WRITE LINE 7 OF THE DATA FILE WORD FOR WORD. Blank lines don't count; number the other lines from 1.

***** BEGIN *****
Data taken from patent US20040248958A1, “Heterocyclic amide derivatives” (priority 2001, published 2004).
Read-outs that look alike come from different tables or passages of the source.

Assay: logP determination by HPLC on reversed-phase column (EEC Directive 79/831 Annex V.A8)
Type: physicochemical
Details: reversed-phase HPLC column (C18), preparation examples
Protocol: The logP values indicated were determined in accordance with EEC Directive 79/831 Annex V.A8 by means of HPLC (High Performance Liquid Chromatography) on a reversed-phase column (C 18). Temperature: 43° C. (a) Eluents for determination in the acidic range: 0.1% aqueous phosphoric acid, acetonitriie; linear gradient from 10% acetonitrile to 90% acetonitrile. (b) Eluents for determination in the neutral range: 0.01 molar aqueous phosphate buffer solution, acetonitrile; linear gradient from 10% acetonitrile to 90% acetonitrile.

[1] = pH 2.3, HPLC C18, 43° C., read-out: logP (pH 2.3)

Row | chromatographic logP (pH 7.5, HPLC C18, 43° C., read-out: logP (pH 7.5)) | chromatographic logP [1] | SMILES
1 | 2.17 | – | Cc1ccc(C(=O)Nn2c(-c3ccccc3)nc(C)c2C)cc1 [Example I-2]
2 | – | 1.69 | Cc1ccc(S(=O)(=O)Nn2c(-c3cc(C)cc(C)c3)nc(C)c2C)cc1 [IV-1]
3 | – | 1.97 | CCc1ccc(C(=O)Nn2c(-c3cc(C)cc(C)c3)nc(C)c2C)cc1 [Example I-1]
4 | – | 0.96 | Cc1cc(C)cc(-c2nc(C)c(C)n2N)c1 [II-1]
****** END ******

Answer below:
[1] = pH 2.3, HPLC C18, 43° C., read-out: logP (pH 2.3)